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Patients often complain of intermittent abdominal pain accompanied by diarrhea or constipation or both of years’ duration. The diarrhea is often accompanied by cramps that are relieved with defecation. Pain cannot be explained by structural or biochemical abnormalities. Weight loss or anemia should alert the clinician to other possibilities.

image New persistent changes in bowel habits (either diarrhea or constipation) should be thoroughly evaluated to exclude colon cancer, IBD, or another process. An assumption of IBS in such patients is inappropriate.


  1. Affects 8.9% of men and 14% of women.

  2. Etiology is a combination of altered motility, visceral hypersensitivity, autonomic dysfunction, and psychological factors.

  3. Symptoms are often exacerbated by psychological or physical stressors.

  4. Patients may have pain associated primarily with diarrhea (IBS-D), constipation (IBS-C) or a mixed bowel pattern (IBS-M).


  1. There are no known biochemical or structural markers for IBS.

  2. A variety of symptoms are common in patients with IBS including lower abdominal pain, passage of mucous, feeling of incomplete evacuation, loose or frequent stools at onset of pain, and pain relieved by defecation. However, none of these are very predictive (LR+, 1.3–2.1; LR–, 0.59–0.88).

  3. Only abdominal pain is very sensitive (sensitivity, 90%; specificity, 32%) and is also required by the criteria.

  4. Diarrhea pattern

    1. One study suggested that patients with diarrhea-predominant IBS were more likely to have irregularly irregular diarrhea that fluctuated over days whereas patients with inflammatory diseases (IBD and celiac disease) were more likely to have persistent diarrhea that fluctuates over months.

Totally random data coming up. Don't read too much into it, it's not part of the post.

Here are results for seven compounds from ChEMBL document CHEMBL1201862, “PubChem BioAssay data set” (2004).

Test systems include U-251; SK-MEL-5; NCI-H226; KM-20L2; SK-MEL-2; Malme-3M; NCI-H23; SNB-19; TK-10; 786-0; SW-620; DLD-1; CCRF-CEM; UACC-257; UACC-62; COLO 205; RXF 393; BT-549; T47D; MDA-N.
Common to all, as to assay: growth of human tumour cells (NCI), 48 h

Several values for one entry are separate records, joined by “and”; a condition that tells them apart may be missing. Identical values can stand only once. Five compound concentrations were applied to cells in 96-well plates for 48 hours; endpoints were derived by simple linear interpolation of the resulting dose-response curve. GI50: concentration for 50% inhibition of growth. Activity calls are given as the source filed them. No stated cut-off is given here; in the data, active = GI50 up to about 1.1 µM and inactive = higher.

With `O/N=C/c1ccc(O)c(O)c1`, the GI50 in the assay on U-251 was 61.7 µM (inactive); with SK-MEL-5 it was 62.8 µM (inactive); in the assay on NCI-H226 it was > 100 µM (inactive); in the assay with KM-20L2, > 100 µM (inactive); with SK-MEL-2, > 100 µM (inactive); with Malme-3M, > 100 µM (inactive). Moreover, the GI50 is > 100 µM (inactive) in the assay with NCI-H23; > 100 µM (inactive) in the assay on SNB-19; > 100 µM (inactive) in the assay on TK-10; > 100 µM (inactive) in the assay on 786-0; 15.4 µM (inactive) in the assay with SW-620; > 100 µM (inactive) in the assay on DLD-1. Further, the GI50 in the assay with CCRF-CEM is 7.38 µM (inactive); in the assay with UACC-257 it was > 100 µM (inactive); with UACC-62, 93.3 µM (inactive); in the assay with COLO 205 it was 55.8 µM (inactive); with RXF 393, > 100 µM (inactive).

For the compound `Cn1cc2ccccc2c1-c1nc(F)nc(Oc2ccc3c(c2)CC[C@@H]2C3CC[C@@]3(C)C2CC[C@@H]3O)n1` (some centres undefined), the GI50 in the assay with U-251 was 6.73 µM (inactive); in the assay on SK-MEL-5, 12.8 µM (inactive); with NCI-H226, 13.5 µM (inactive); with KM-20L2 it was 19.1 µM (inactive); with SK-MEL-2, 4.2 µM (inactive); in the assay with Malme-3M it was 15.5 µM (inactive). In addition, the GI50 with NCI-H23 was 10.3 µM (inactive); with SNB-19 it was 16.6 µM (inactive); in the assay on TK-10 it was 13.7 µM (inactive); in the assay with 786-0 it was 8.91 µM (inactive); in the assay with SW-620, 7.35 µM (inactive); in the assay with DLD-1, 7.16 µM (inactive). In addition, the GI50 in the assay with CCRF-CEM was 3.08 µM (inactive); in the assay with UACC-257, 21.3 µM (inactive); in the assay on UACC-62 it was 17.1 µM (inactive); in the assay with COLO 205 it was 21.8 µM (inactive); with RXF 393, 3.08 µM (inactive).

2. Persistent diarrhea increased the likelihood of IBD (LR+, 4.2).

    3. A more extensive work-up may be indicated in patients with persistent, constant diarrhea.

  5. The diagnosis is usually made by a combination of (1) a consistent history, (2) the absence of alarm features, and (3) a limited work-up to exclude other diseases.

    1. Consistent history

      1. Although a variety of criteria have been developed (ie, Rome criteria), a recent review by the American College of Gastroenterology suggested a consistent history was abdominal pain or discomfort that occurs in association with altered bowel habits for at least 3 months.

      2. Patients may also report a relief of pain with defecation.

    2. Alarm symptoms (suggest alternative diagnosis and necessitate evaluation)

      1. Positive fecal occult blood test or rectal bleeding

      2. Anemia

      3. Unintentional and unexplained weight loss

      4. Fever

      5. Family history of colorectal cancer, IBD, or celiac disease

      6. Recent antibiotic use

    3. Limited work-up

      1. A CBC is appropriate to rule out anemia, which would suggest alternative diagnoses, and CRP to rule out inflammatory diseases.

      2. Other diagnostic testing is not recommended for young patients without alarm features, with the exception of serologic testing for celiac disease in patients with IBS-D.

        1. Although recommended by the American College of Gastroenterology, one study found the incidence of confirmed celiac disease in IBS-D patients (without alarm features) to be very low (0.41%) and not different from asymptomatic patients.

        2. May best be reserved for ...

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